Change Is Coming to Milwaukee County
Collective bargaining bill continues to divide
Department of Administration Secretary Mike Huebsch released a three-page guidance memo to local governments last week regarding the employee pension and health care contributions now mandated by the state. Beyond that, it's up to local leaders to fill in the details.
As their contracts with the county expire, represented employees' work rules will be governed by the county's civil service system. Changes to that system would need to be made via the county's regular legislative process, which allows the public to weigh in.
Workers will have to recertify their unions based on a majority of all members of that bargaining unit. If the union is recertified, it will not be able to negotiate anything other than wages, which will be limited to the rate of inflation—currently about 1%.
Jeff Bentoff, spokesman for Milwaukee County Executive Chris Abele, said Abele has been meeting with department heads to hammer out a list of changes that can be made under Walker's bill. For example, members of the county's largest union, AFSCME DC-48, will no longer have their union dues deducted from their paychecks beginning July 10; furlough days will be ended for the rest of the year; health care premiums will increase Aug. 1; and overtime policy will change in the coming weeks.
Milwaukee County Supervisor Joe Sanfelippo, chair of the county board's Personnel Committee and an ally of Walker when the governor served as county executive, hailed the collective bargaining bill, claiming that it would save the county money, give the county more flexibility to deal with personnel issues, and improve morale among the county's workforce.
“In the past we've been forced to privatize and outsource workers because our payroll and labor costs were so high,” Sanfelippo said. “But by making those jobs more affordable there will be less of an incentive for us to outsource services or privatize them because the savings won't be as great as they were before.”
But Sanfelippo's optimistic view of the collective bargaining bill isn't shared by all of his colleagues on the board.
Supervisor Theo Lipscomb, a member of the Personnel Committee, said that Walker's bill has already led to high numbers of recent retirements and will lead to strained relations with the remaining county workforce.
Contrary to Sanfelippo's assertion that the bill offers more job security and stability for workers, Lipscomb said that the bill—especially its wage cap—would make it more difficult for the county to retain good workers, especially skilled professionals such as nurses.
“At some point it's counterproductive,” Lipscomb said. “At a certain point [the county] can't compete for talent, especially skilled talent that has a private sector alternative and a competitive environment for recruitment. People will have alternatives, especially as the economy improves.”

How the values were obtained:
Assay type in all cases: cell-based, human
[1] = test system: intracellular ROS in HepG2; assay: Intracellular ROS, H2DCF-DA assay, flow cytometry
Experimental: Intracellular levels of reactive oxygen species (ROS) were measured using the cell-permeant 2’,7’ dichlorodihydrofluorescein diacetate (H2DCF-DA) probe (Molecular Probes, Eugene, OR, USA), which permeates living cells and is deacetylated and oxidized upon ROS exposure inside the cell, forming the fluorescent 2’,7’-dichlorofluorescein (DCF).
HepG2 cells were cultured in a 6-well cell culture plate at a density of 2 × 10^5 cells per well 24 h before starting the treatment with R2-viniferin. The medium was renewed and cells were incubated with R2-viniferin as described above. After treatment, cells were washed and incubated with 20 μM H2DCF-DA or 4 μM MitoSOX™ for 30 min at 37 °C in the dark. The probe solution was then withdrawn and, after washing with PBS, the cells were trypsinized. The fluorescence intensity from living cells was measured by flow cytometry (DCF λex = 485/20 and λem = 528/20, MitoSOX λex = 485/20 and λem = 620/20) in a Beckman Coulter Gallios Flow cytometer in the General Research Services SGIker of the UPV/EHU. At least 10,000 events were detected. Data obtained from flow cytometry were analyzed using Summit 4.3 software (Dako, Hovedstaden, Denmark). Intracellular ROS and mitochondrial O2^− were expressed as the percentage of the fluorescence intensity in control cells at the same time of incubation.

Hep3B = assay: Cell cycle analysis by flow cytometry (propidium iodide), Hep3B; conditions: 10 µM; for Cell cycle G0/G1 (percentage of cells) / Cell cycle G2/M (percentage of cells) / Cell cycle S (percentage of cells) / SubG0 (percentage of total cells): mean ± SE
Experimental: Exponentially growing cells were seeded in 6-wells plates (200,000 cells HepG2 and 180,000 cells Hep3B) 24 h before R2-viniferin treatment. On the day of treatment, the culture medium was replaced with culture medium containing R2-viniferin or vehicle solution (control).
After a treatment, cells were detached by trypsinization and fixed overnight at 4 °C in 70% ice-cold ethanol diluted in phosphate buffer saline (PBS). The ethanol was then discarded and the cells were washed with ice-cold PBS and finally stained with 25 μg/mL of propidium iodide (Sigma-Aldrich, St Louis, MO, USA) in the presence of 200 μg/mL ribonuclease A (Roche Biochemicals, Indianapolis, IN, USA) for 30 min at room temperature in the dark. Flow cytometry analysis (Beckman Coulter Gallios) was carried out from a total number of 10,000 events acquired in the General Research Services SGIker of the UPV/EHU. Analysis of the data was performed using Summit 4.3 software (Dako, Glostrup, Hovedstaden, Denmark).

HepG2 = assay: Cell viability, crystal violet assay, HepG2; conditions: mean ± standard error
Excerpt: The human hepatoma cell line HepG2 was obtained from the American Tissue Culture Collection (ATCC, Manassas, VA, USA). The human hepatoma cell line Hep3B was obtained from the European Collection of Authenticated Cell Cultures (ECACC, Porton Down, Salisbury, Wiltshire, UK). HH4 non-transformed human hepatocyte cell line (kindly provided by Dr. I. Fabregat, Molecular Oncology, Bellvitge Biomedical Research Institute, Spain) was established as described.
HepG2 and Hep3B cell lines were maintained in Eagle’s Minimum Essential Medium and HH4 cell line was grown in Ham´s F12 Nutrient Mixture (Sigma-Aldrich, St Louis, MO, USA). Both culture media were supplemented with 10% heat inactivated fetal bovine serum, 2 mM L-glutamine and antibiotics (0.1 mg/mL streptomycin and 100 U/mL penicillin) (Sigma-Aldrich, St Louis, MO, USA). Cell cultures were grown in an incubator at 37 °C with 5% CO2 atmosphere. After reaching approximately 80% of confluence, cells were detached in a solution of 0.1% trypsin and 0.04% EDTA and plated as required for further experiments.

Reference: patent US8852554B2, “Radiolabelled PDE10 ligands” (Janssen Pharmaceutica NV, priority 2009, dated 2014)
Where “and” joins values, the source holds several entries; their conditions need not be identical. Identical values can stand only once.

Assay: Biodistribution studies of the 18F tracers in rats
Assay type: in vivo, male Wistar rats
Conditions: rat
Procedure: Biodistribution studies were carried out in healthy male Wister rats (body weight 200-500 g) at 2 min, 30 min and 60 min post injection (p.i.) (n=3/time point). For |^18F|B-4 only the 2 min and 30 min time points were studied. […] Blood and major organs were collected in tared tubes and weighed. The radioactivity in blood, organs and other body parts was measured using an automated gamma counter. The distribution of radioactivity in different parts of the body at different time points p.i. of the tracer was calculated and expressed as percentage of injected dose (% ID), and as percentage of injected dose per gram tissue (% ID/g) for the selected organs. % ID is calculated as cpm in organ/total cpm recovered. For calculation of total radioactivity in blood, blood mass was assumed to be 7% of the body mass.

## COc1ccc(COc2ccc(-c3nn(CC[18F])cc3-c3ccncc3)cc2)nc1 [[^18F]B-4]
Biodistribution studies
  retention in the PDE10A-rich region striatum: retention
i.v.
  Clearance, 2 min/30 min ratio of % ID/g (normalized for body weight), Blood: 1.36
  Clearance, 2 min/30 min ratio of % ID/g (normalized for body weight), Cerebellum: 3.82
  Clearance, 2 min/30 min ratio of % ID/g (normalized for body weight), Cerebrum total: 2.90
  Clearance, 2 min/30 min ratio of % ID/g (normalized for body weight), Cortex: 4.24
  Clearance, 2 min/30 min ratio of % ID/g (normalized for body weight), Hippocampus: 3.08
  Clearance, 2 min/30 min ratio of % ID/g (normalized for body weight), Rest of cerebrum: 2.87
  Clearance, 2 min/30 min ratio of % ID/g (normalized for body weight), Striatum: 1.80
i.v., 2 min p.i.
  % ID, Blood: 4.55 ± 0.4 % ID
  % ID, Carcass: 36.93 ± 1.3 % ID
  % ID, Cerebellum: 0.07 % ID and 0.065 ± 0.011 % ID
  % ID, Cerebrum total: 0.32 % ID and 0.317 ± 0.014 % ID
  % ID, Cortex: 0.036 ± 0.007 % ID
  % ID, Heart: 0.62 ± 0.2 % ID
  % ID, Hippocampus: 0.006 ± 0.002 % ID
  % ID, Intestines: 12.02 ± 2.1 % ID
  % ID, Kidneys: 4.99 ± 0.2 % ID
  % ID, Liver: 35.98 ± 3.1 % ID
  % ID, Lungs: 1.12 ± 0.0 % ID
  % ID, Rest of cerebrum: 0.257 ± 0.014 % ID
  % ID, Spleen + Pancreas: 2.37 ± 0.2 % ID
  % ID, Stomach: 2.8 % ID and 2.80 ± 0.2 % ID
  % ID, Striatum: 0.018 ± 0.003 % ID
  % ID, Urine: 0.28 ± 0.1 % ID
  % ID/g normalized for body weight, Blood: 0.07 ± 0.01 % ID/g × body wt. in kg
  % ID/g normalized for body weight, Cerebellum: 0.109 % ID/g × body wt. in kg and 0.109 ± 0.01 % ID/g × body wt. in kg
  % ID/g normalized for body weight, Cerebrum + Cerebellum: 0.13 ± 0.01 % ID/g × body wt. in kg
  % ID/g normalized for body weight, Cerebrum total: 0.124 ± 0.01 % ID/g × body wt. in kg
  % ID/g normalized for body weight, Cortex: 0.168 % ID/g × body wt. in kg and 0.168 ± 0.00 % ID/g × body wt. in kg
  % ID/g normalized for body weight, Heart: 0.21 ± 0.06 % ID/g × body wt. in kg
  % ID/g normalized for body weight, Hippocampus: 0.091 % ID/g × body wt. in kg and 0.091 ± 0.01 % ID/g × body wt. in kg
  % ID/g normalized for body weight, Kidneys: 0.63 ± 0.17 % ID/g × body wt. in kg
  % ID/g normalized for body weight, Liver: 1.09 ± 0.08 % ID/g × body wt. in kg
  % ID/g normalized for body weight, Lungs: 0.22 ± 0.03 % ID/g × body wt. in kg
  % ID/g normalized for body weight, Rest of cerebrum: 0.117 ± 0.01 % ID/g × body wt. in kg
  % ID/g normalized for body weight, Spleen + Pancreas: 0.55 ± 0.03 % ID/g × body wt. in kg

More State Mandates
Supervisor John Weishan, who had served on the Personnel Committee until last year, when Board Chair Lee Holloway replaced half of its members, said he wasn't even sure if the bill could be implemented in the county. He said that the county's pension plan, which is separate from the state's pension plan, had never included a provision to allow employee contributions. He said that legal opinions over the years have conflicted. Some say the county can demand employee contributions; others say it's illegal, he said. Weishan said he feared the contribution could be challenged in the courts by retirees.
“Then all of a sudden we owe millions back to employees,” Weishan said.
He said the county has already taken steps to reduce its benefits costs, including reducing the pension multiplier for non-represented employees, which reduces the size of their pensions. He said employees would be hit with a “double-whammy” once Walker's collective bargaining bill is fully phased in for all workers.
“Not only will they pay more [into the pension system], but they will get a smaller pension,” Weishan said.
He said Walker's bill would ultimately neuter or destroy the county's employee unions.
“I honestly don't understand why you would continue to have a union,” Weishan said. “You can't negotiate anything.”
Sanfelippo countered that unions would now have to prove to their members that they can serve their interests—even if they can't participate in full contract negotiations, which comprises a huge portion of their current responsibilities.
“Really, the only thing they won't be able to do is negotiate an actual contract,” Sanfelippo said. “But otherwise they're going to be treated the same as any other entity that does business with the county.
And although Sanfelippo argued that Walker's bill would give the county more flexibility in dealing with its workforce, Weishan said it merely created more state mandates, which Republicans like Walker usually rail against. The “tools” that Walker and Republican legislators have played up in the press are a complete fabrication, Weishan said.
“All I've seen is more mandates from the state,” Weishan said. “It doesn't give me any tools. Scott Walker might as well still be the Milwaukee County executive and the governor at the same time because he's more engaged in Milwaukee County now than he was when he was county executive.”